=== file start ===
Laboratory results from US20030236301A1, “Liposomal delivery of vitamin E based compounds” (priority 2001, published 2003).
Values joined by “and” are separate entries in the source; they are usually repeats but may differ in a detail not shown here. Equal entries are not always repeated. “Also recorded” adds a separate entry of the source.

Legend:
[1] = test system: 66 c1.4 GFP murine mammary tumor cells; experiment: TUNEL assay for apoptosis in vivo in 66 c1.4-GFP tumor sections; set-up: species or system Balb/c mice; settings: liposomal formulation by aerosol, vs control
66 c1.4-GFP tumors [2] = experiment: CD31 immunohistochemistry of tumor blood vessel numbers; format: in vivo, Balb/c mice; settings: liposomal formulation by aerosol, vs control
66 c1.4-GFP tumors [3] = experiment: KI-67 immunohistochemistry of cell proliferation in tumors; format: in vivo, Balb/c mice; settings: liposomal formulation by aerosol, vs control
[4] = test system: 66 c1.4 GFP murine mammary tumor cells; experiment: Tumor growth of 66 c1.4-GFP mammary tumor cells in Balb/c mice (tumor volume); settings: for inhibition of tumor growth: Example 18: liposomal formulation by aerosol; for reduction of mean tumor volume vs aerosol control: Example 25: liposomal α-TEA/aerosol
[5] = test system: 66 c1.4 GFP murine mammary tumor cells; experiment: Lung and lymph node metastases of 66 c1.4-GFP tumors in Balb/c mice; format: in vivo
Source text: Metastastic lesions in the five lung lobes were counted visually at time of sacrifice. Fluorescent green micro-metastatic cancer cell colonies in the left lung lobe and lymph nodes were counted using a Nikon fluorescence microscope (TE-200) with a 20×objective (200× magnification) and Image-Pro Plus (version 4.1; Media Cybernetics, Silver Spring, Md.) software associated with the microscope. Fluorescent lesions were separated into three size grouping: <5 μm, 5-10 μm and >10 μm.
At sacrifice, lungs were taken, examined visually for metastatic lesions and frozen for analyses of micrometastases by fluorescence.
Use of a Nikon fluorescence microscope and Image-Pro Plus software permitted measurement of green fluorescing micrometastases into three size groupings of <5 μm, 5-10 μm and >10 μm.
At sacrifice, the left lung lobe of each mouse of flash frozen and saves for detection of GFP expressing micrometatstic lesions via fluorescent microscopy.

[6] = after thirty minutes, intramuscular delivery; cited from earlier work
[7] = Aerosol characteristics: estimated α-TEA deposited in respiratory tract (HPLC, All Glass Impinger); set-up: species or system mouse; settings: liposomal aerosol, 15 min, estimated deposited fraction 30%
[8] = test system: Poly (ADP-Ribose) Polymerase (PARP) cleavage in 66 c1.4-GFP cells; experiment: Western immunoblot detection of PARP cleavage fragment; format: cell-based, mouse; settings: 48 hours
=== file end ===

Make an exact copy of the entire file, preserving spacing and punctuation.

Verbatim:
Laboratory results from US20030236301A1, “Liposomal delivery of vitamin E based compounds” (priority 2001, published 2003).
Values joined by “and” are separate entries in the source; they are usually repeats but may differ in a detail not shown here. Equal entries are not always repeated. “Also recorded” adds a separate entry of the source.

Legend:
[1] = test system: 66 c1.4 GFP murine mammary tumor cells; experiment: TUNEL assay for apoptosis in vivo in 66 c1.4-GFP tumor sections; set-up: species or system Balb/c mice; settings: liposomal formulation by aerosol, vs control
66 c1.4-GFP tumors [2] = experiment: CD31 immunohistochemistry of tumor blood vessel numbers; format: in vivo, Balb/c mice; settings: liposomal formulation by aerosol, vs control
66 c1.4-GFP tumors [3] = experiment: KI-67 immunohistochemistry of cell proliferation in tumors; format: in vivo, Balb/c mice; settings: liposomal formulation by aerosol, vs control
[4] = test system: 66 c1.4 GFP murine mammary tumor cells; experiment: Tumor growth of 66 c1.4-GFP mammary tumor cells in Balb/c mice (tumor volume); settings: for inhibition of tumor growth: Example 18: liposomal formulation by aerosol; for reduction of mean tumor volume vs aerosol control: Example 25: liposomal α-TEA/aerosol
[5] = test system: 66 c1.4 GFP murine mammary tumor cells; experiment: Lung and lymph node metastases of 66 c1.4-GFP tumors in Balb/c mice; format: in vivo
Source text: Metastastic lesions in the five lung lobes were counted visually at time of sacrifice. Fluorescent green micro-metastatic cancer cell colonies in the left lung lobe and lymph nodes were counted using a Nikon fluorescence microscope (TE-200) with a 20×objective (200× magnification) and Image-Pro Plus (version 4.1; Media Cybernetics, Silver Spring, Md.) software associated with the microscope. Fluorescent lesions were separated into three size grouping: <5 μm, 5-10 μm and >10 μm.
At sacrifice, lungs were taken, examined visually for metastatic lesions and frozen for analyses of micrometastases by fluorescence.
Use of a Nikon fluorescence microscope and Image-Pro Plus software permitted measurement of green fluorescing micrometastases into three size groupings of <5 μm, 5-10 μm and >10 μm.
At sacrifice, the left lung lobe of each mouse of flash frozen and saves for detection of GFP expressing micrometatstic lesions via fluorescent microscopy.

[6] = after thirty minutes, intramuscular delivery; cited from earlier work
[7] = Aerosol characteristics: estimated α-TEA deposited in respiratory tract (HPLC, All Glass Impinger); set-up: species or system mouse; settings: liposomal aerosol, 15 min, estimated deposited fraction 30%
[8] = test system: Poly (ADP-Ribose) Polymerase (PARP) cleavage in 66 c1.4-GFP cells; experiment: Western immunoblot detection of PARP cleavage fragment; format: cell-based, mouse; settings: 48 hours